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SP250 Restrictor or non-return valve for brakes

Sydsmith
Posts: 790
Joined: Sun Feb 14, 2016 11:15 pm
Location: Aberystwyth Wales

Re: SP250 Restrictor or non-return valve for brakes

Post by Sydsmith » Mon Jun 03, 2019 11:17 am

Can't comment on how or if the thing works or not but when I did my rebuild, I took the restrictor to bits and cleaned it out, it was full of gunge, it is a very simple job.

I guess it worked better after it was cleaned, but I could not tell the difference, it certainly had no effect on the double pump issue which, like heavy steering, I consider part of the thing about driving a 60's car. Syd

Ian Slade
Posts: 456
Joined: Sat Feb 13, 2016 9:54 am
Location: Akrotiri Cyprus

Re: SP250 Restrictor or non-return valve for brakes

Post by Ian Slade » Thu Jun 06, 2019 6:52 am

The restrictor valve is what its name suggests, it is there to reduce the flow to the rear brakes to stop them locking whilst under normal braking, nothing to do with the double pump which is caused by mechanical issues, ( bearings, disc set up and the rear axle flexing) it is interesting that Geoff ( Fossil) doesn't have the problem as he also has one of the modified 1970's axles. The fitting of a servo may require a higher restrictor value as there will be more fluid pressure at the rear brakes during braking due to the servo effect. Having said all that a clogged restrictor valve can cause a failure to allow an effective bleed which may cause a double pump under extreme driving but in these days never on the road as most are not using second and third at full throttle with rpm between 5.5k and 6.5K which really causes the axle to flex on twisty roads :shock:
Owner since the 70's, Genghis is slightly to my left.

DaveM
Posts: 16
Joined: Thu Oct 27, 2016 3:36 pm
Location: Haslemere, UK

Re: SP250 Restrictor or non-return valve for brakes

Post by DaveM » Thu Jun 06, 2019 8:51 am

In this instance the valve being referred to is a "residual pressure" valve and not a "restrictor" valve. Restrictor valves are as you rightly say used mainly to apply artificial in-balance to the braking forces acting between the rear and front brakes. The residential pressure valve however maintains an amount of pressure, generally 2 psi on discs and 10 psi on drums, within the system after braking to keep the pads on the discs reducing the amount of fluids required to push them in on the next application. Disc wobble, loose bearings and the like can cause the pads to be pushed back and ride well clear of the disc surface resulting in the need for more fluid to be displaced to bring them back into contact. As seen on the darts master brake cylinder the 3/4" bore is right on the limit of being able to supply the required volume in one push of the pedal. Mounting the residential pressure valve as close to the master cylinder as possible helps retain a maximised buffer of trapped pressurised fluid within the system helping to push the pads back onto the discs in-between brake applications. However, with only a 2 psi valve installed, any in balance in the bearings and/or disc wobble would still see the pad(s) being forced continually outward raising the pressure momentarily and potentially lifting the pressure above the 2 psi set point leaving the pad in their excessive outward position again and we're back to where we started more volume being required to push the pads back into place.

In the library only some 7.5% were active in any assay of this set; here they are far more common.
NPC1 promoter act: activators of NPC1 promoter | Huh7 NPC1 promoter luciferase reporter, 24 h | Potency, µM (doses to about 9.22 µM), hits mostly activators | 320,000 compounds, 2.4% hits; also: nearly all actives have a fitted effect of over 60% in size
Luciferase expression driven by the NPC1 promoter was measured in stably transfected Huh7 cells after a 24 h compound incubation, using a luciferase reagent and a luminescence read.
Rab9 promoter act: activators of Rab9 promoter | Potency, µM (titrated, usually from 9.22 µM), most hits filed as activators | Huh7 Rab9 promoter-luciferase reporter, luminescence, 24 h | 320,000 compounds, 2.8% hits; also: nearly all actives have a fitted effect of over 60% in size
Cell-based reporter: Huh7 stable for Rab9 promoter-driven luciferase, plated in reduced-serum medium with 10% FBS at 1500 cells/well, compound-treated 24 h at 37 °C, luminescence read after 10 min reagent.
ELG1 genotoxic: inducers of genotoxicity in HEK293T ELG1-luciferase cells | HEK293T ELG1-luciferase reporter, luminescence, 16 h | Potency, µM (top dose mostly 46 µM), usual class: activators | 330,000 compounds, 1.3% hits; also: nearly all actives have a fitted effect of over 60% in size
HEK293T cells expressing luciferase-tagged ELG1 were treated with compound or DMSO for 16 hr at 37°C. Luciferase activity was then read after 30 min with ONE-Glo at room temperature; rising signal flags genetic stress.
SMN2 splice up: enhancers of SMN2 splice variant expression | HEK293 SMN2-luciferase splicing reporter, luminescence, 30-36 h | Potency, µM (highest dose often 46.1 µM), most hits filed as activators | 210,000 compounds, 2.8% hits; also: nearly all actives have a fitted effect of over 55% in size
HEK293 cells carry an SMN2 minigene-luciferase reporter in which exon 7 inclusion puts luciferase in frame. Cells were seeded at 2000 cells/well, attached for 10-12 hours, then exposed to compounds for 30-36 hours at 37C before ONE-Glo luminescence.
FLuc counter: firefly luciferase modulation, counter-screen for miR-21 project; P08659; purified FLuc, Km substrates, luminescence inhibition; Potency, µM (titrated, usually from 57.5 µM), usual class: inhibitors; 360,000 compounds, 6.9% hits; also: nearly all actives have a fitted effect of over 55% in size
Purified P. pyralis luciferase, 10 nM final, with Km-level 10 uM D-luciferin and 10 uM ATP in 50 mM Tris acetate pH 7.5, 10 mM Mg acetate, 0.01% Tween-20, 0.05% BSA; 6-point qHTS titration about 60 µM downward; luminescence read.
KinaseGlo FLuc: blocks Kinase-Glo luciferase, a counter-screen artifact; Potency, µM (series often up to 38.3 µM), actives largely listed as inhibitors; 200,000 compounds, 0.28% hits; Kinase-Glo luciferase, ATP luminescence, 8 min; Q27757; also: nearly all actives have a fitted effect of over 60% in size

There is now a possibility to install a 4 psi valve, this extra pressure may help in some cases of run-out/ in-balance or sticky brake cylinders by helping to maintain a higher pressure trapped buffer, but in my opinion this extra pressure is going to lead to glazing of the pads and an increased wear rate (excluding motor sports where sharpness of the brakes is traded against wear). If the braking system is in good overall condition, the pads won't be pushed back and will typically ride fractionally clear of the surface which negates any need for a residual pressure valve being installed in the first place.

Cheers Dave

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